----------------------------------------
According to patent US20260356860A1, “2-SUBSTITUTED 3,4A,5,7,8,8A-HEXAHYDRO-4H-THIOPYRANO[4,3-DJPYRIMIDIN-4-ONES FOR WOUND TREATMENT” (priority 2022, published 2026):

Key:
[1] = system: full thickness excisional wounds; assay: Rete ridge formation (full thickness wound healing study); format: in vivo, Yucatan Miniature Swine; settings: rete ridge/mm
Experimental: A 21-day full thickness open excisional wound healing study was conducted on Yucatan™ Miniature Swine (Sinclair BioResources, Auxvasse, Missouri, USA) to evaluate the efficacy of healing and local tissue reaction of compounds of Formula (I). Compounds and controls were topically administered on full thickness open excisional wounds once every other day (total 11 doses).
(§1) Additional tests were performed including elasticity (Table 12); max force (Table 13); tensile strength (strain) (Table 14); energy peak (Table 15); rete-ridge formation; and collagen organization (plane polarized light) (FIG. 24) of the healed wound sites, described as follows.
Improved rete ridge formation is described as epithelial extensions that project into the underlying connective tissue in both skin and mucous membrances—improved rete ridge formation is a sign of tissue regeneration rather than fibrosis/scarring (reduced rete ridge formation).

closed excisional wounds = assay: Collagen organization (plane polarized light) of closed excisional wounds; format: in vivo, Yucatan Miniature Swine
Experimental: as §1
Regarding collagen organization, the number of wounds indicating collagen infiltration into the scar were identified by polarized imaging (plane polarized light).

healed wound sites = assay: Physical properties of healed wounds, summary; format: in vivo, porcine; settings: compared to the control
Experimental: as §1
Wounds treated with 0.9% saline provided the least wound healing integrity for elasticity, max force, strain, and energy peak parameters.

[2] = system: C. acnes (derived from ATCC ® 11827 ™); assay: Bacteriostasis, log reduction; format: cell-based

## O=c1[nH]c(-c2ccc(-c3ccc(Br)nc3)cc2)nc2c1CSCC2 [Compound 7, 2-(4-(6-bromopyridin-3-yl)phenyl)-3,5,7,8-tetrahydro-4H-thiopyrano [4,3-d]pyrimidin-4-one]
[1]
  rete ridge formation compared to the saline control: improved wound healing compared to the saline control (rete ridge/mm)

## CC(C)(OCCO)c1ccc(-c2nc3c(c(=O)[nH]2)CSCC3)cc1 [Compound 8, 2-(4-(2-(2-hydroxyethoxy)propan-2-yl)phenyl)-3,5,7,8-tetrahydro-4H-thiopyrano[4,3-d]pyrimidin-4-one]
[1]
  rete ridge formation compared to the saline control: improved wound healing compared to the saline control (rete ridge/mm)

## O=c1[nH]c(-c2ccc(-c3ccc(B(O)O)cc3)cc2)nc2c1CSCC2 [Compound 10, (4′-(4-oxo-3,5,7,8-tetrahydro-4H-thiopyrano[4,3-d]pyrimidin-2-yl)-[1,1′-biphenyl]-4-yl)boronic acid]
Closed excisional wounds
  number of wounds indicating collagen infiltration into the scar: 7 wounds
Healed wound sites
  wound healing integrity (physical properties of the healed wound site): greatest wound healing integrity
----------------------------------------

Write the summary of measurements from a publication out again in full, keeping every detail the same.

According to patent US20260356860A1, “2-SUBSTITUTED 3,4A,5,7,8,8A-HEXAHYDRO-4H-THIOPYRANO[4,3-DJPYRIMIDIN-4-ONES FOR WOUND TREATMENT” (priority 2022, published 2026):

Key:
[1] = system: full thickness excisional wounds; assay: Rete ridge formation (full thickness wound healing study); format: in vivo, Yucatan Miniature Swine; settings: rete ridge/mm
Experimental: A 21-day full thickness open excisional wound healing study was conducted on Yucatan™ Miniature Swine (Sinclair BioResources, Auxvasse, Missouri, USA) to evaluate the efficacy of healing and local tissue reaction of compounds of Formula (I). Compounds and controls were topically administered on full thickness open excisional wounds once every other day (total 11 doses).
(§1) Additional tests were performed including elasticity (Table 12); max force (Table 13); tensile strength (strain) (Table 14); energy peak (Table 15); rete-ridge formation; and collagen organization (plane polarized light) (FIG. 24) of the healed wound sites, described as follows.
Improved rete ridge formation is described as epithelial extensions that project into the underlying connective tissue in both skin and mucous membrances—improved rete ridge formation is a sign of tissue regeneration rather than fibrosis/scarring (reduced rete ridge formation).

closed excisional wounds = assay: Collagen organization (plane polarized light) of closed excisional wounds; format: in vivo, Yucatan Miniature Swine
Experimental: as §1
Regarding collagen organization, the number of wounds indicating collagen infiltration into the scar were identified by polarized imaging (plane polarized light).

healed wound sites = assay: Physical properties of healed wounds, summary; format: in vivo, porcine; settings: compared to the control
Experimental: as §1
Wounds treated with 0.9% saline provided the least wound healing integrity for elasticity, max force, strain, and energy peak parameters.

[2] = system: C. acnes (derived from ATCC ® 11827 ™); assay: Bacteriostasis, log reduction; format: cell-based

## O=c1[nH]c(-c2ccc(-c3ccc(Br)nc3)cc2)nc2c1CSCC2 [Compound 7, 2-(4-(6-bromopyridin-3-yl)phenyl)-3,5,7,8-tetrahydro-4H-thiopyrano [4,3-d]pyrimidin-4-one]
[1]
  rete ridge formation compared to the saline control: improved wound healing compared to the saline control (rete ridge/mm)

## CC(C)(OCCO)c1ccc(-c2nc3c(c(=O)[nH]2)CSCC3)cc1 [Compound 8, 2-(4-(2-(2-hydroxyethoxy)propan-2-yl)phenyl)-3,5,7,8-tetrahydro-4H-thiopyrano[4,3-d]pyrimidin-4-one]
[1]
  rete ridge formation compared to the saline control: improved wound healing compared to the saline control (rete ridge/mm)

## O=c1[nH]c(-c2ccc(-c3ccc(B(O)O)cc3)cc2)nc2c1CSCC2 [Compound 10, (4′-(4-oxo-3,5,7,8-tetrahydro-4H-thiopyrano[4,3-d]pyrimidin-2-yl)-[1,1′-biphenyl]-4-yl)boronic acid]
Closed excisional wounds
  number of wounds indicating collagen infiltration into the scar: 7 wounds
Healed wound sites
  wound healing integrity (physical properties of the healed wound site): greatest wound healing integrity